It was a more common concept in Georgia coach Kirby Smart’s time as a player. But more than two decades later, the old-school split-back formation that Texas A&M utilizes is more of a rarity to college football.
It’s almost a Jimbo Fisher special at this point, though. The Aggies head coach has used it now for years, dating to his days at Florida State.
“It’s unique to football now,” Smart said. “Jimbo’s done it. He did it with Dalvin Cook. He did an unbelievable job.”
The Bulldogs and Aggies are scheduled to meet at 3:30 p.m. Saturday at Sanford Stadium.
The split-back formation becomes even more useful when your second-leading rusher plays quarterback as well. The legs of Kellen Mond paired with a split backfield make for a lethal group of ballcarriers. It wasn’t a direct comparison intended by Smart, but the capabilities he sees in that formation is similar to that of the triple-option offense.
“It can create a lot of problems for you,” Smart said. “The quarterback basically creates almost a wishbone when you got two backs and quarterback and a tight end that’s blocking.”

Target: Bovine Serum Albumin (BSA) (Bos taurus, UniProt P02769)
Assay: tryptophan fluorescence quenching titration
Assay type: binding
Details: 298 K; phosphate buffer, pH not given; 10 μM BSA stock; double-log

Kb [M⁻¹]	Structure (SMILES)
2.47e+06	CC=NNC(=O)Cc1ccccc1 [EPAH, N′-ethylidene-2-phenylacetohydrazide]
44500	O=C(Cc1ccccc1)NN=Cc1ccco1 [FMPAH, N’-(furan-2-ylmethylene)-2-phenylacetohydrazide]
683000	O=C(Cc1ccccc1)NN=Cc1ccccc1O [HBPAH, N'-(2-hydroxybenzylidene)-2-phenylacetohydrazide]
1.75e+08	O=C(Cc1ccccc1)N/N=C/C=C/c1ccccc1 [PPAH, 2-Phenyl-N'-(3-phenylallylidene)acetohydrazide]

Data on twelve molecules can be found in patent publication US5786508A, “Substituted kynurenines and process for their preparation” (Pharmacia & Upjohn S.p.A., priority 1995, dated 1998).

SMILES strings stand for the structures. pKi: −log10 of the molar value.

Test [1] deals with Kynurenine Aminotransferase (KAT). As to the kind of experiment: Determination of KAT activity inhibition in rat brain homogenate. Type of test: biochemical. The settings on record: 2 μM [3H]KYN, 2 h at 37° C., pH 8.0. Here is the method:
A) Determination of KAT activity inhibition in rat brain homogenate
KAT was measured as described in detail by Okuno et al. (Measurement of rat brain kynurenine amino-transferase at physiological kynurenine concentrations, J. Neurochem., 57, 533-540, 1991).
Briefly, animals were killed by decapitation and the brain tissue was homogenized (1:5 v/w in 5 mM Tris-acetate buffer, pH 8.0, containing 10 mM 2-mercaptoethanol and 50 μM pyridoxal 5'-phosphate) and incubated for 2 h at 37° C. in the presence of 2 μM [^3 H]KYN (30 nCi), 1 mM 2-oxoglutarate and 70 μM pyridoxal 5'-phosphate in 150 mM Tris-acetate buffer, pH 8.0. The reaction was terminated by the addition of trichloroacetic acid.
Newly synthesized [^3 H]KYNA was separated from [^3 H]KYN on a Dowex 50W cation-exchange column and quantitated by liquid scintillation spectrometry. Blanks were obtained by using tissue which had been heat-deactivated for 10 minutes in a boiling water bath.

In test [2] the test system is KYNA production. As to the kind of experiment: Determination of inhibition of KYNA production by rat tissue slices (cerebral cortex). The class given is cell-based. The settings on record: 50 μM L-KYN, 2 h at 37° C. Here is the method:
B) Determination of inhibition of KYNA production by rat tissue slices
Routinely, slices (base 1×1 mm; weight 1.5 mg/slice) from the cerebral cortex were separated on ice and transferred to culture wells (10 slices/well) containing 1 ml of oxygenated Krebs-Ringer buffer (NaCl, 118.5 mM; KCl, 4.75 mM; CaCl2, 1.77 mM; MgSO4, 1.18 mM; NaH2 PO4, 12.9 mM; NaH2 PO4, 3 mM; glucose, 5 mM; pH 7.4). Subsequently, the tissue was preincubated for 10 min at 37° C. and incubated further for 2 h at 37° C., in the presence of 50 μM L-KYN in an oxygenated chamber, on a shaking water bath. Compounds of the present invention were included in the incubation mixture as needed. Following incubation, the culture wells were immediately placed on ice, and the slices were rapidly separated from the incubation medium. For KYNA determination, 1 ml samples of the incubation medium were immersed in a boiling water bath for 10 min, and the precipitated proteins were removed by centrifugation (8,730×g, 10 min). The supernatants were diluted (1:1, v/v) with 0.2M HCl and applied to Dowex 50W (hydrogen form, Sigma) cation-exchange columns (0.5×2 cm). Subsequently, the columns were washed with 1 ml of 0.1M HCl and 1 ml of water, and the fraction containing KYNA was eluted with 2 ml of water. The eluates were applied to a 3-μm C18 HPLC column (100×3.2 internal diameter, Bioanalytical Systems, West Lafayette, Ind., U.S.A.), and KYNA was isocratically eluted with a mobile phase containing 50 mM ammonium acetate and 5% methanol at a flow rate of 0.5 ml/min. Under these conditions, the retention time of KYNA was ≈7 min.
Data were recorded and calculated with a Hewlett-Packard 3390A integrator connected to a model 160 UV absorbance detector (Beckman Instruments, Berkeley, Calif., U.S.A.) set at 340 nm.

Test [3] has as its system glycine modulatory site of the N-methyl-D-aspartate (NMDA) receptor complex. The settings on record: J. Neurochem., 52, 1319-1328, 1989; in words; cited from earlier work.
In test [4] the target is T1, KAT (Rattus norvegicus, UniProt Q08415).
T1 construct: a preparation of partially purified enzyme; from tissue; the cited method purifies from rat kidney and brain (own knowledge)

Especially on the flanks, this three-headed run attack becomes a serious issue. It’s harder to choreograph where the run is going, making it crucial for the outside linebackers to maintain the edge.
“It’s just being ready for whatever they could throw at you,” Walter Grant said. “(Mond) brings more to the table that you got to be aware of.”
Thankfully for the Bulldogs, their run defense is stout. In the entirety of the NCAA, Georgia’s defense ranks third in rushing yards conceded, at 755 yards this season (75.5 per game). More impressive, the Bulldogs have only given up a singular rushing touchdown, which came late in its matchup with Auburn.
It also helps that the team has had experience dealing with split backfields over the years, mostly in house. For several years, it was Nick Chubb and Sony Michel baring that duty. In 2018, it was D’Andre Swift and Elijah Holyfield. So it may be a new concept to some of these freshmen, but the older players have dealt with this kind of formation before.
“The good news is that we have been two-back around here in the past,” Smart said. “our players so our kids still have a little bit of exposure to it.”
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